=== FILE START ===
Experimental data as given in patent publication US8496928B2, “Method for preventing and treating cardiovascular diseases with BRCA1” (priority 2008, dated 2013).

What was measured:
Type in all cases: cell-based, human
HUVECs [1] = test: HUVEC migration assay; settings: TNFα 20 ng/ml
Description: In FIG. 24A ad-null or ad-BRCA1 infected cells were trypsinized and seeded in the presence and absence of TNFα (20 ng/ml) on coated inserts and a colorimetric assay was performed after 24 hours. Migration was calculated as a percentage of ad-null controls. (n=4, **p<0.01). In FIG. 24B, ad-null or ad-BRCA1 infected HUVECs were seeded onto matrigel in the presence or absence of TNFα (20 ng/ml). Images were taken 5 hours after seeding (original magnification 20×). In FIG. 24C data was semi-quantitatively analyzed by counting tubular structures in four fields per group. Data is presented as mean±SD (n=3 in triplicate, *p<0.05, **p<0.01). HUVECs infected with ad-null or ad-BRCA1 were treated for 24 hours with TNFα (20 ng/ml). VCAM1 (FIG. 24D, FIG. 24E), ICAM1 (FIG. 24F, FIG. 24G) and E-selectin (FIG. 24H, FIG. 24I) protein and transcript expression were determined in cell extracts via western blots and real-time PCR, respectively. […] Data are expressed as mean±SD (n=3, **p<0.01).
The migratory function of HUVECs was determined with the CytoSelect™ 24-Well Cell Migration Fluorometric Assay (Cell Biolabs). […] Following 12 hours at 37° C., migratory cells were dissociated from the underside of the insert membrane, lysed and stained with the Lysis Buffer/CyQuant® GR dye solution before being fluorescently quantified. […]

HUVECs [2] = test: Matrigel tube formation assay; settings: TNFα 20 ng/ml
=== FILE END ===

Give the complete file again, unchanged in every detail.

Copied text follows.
Experimental data as given in patent publication US8496928B2, “Method for preventing and treating cardiovascular diseases with BRCA1” (priority 2008, dated 2013).

What was measured:
Type in all cases: cell-based, human
HUVECs [1] = test: HUVEC migration assay; settings: TNFα 20 ng/ml
Description: In FIG. 24A ad-null or ad-BRCA1 infected cells were trypsinized and seeded in the presence and absence of TNFα (20 ng/ml) on coated inserts and a colorimetric assay was performed after 24 hours. Migration was calculated as a percentage of ad-null controls. (n=4, **p<0.01). In FIG. 24B, ad-null or ad-BRCA1 infected HUVECs were seeded onto matrigel in the presence or absence of TNFα (20 ng/ml). Images were taken 5 hours after seeding (original magnification 20×). In FIG. 24C data was semi-quantitatively analyzed by counting tubular structures in four fields per group. Data is presented as mean±SD (n=3 in triplicate, *p<0.05, **p<0.01). HUVECs infected with ad-null or ad-BRCA1 were treated for 24 hours with TNFα (20 ng/ml). VCAM1 (FIG. 24D, FIG. 24E), ICAM1 (FIG. 24F, FIG. 24G) and E-selectin (FIG. 24H, FIG. 24I) protein and transcript expression were determined in cell extracts via western blots and real-time PCR, respectively. […] Data are expressed as mean±SD (n=3, **p<0.01).
The migratory function of HUVECs was determined with the CytoSelect™ 24-Well Cell Migration Fluorometric Assay (Cell Biolabs). […] Following 12 hours at 37° C., migratory cells were dissociated from the underside of the insert membrane, lysed and stained with the Lysis Buffer/CyQuant® GR dye solution before being fluorescently quantified. […]

HUVECs [2] = test: Matrigel tube formation assay; settings: TNFα 20 ng/ml